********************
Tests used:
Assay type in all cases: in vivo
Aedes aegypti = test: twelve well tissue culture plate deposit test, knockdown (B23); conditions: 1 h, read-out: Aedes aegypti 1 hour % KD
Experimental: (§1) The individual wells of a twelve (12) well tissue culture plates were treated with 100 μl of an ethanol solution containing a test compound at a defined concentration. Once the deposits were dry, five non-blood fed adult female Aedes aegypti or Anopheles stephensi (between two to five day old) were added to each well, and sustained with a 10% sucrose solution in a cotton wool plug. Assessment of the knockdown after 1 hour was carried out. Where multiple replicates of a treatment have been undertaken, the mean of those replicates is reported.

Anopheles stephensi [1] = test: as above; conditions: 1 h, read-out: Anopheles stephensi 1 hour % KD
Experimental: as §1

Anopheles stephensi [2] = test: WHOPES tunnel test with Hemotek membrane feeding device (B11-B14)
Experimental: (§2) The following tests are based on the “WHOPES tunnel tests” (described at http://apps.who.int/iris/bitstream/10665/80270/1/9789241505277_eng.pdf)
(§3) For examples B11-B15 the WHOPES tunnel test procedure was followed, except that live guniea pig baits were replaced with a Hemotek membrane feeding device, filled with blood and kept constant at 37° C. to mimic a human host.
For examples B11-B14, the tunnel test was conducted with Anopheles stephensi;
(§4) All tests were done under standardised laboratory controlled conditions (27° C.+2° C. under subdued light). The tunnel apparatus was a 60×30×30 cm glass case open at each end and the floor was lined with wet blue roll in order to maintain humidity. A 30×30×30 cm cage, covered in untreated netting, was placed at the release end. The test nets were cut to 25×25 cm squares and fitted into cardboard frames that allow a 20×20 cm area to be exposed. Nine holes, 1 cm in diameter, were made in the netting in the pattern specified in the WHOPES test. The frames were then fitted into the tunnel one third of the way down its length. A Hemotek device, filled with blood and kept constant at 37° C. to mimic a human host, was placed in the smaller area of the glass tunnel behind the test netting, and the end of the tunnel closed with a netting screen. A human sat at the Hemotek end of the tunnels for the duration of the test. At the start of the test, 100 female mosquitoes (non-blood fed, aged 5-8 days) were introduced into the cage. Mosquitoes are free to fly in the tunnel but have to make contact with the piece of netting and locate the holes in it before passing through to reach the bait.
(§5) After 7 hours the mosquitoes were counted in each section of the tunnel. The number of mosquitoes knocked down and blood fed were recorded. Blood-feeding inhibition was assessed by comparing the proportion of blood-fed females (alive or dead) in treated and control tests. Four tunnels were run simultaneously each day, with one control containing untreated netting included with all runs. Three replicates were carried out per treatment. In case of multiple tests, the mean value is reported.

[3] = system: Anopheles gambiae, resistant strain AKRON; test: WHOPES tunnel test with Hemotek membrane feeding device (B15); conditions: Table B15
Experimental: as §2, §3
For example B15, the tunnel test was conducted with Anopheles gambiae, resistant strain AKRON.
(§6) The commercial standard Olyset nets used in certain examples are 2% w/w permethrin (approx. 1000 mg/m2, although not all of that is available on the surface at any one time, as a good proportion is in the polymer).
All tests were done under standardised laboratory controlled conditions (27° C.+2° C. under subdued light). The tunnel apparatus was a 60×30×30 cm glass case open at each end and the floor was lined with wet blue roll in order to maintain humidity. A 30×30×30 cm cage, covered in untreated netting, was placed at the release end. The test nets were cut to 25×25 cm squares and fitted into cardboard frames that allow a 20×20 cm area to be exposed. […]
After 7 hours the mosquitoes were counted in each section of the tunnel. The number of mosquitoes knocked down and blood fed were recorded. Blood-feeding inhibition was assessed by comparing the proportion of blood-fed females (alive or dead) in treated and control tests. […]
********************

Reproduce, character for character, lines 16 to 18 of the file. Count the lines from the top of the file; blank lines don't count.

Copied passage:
(§6) The commercial standard Olyset nets used in certain examples are 2% w/w permethrin (approx. 1000 mg/m2, although not all of that is available on the surface at any one time, as a good proportion is in the polymer).
All tests were done under standardised laboratory controlled conditions (27° C.+2° C. under subdued light). The tunnel apparatus was a 60×30×30 cm glass case open at each end and the floor was lined with wet blue roll in order to maintain humidity. A 30×30×30 cm cage, covered in untreated netting, was placed at the release end. The test nets were cut to 25×25 cm squares and fitted into cardboard frames that allow a 20×20 cm area to be exposed. […]
After 7 hours the mosquitoes were counted in each section of the tunnel. The number of mosquitoes knocked down and blood fed were recorded. Blood-feeding inhibition was assessed by comparing the proportion of blood-fed females (alive or dead) in treated and control tests. […]